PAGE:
Ships, Sea Ports, and Coronavirus: How to Keep Sailors Safe
On 16th March, shortly before lockdown measures were implemented, the Government issued new advice for cargo vessels, ferries, and cruise ships on how to keep workers safe while in marine settings, either at sea, or while docked during the pandemic.
The best advice, according to Government experts, is for employers to communicate regularly and clearly with sailors and other members of staff to ensure that all those working within a marine setting understand what is expected of them, and how they can take appropriate measures to protect themselves and others at this time.
So what should employers be communicating to their marine staff?
- The Importance of Suitable PPE
Working in enclosed spaces such as ships increases the risk of viral transmission, and cruise vessels were amongst the first to be hit with localised outbreaks in Asia. The new advice recommends that marine staff should wear fluid-repellent face visors, gloves, and disposable aprons to reduce the risk of transmission. It is the employer’s responsibility to provide this essential PPE, along with necessary medical supplies.
- The Need to Take Responsibility for Personal Health
Marine employees should not only be clear on the primary symptoms of COVID-19 – a new, continuous cough, high temperature, and loss of taste or smell – but also on the correct channels to report these symptoms. Notification of potential illness allows for the relevant Port Health Authority to be contacted, who can arrange for the local Health Protection Team to step in and assist the vessel with reducing the spread of the virus.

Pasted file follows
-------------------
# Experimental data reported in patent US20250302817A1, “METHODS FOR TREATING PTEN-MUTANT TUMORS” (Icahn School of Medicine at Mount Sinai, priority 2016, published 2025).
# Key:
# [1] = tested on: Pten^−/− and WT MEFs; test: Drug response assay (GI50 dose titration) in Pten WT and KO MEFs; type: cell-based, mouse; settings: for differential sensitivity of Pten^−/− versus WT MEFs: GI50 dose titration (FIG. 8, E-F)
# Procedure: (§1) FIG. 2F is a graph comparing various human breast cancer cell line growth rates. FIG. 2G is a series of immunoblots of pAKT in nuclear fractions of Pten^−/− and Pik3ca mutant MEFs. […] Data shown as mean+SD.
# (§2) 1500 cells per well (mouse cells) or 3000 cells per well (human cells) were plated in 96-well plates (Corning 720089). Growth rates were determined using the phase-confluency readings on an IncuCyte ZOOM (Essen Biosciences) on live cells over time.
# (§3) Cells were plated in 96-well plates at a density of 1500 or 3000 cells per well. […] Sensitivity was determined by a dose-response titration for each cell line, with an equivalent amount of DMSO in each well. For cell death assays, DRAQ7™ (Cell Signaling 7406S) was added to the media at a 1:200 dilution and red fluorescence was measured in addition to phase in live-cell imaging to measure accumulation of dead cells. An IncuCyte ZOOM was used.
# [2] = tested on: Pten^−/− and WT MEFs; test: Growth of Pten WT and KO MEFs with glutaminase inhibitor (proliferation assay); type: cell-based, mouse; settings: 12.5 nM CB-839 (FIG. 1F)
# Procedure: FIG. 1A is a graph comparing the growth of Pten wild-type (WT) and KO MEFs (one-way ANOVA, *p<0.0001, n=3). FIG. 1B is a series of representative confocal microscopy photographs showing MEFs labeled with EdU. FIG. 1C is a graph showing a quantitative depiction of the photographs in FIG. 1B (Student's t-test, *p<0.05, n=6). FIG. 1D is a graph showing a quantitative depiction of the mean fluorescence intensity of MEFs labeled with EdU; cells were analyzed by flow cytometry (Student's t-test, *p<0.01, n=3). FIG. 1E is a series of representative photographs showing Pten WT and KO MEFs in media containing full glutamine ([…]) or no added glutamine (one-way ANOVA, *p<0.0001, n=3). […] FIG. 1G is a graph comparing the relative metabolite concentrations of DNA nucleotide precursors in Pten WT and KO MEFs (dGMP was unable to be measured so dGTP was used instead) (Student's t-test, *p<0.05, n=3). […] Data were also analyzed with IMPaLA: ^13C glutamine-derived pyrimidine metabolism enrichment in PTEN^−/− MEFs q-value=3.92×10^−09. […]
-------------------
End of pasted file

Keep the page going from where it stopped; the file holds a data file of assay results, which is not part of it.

- Good Hygiene and Sanitation Practices
The importance of preventative measures, such as good hygiene and sanitation practices, is amongst one of the most important pieces of information that can be communicated to marine workers. All employees should be reminded regularly to wash their hands thoroughly for 20 seconds throughout the day, or use an alcohol-based sanitiser. Communal areas should also be sanitised and disinfected frequently.
While this guidance is just that – guidance – and is not to be confused with maritime law, this newly published Government advice does offer useful tips for maintaining health and safety during times of uncertainty and increased risk within the marine setting.
As sailors and other marine staff are often required to remain in confined conditions for extended periods of time, the environment unfortunately does facilitate viral transmission through respiratory droplets, so it is particularly important within this industry to wear protective clothing, stay clean, and take responsibility for one’s own health.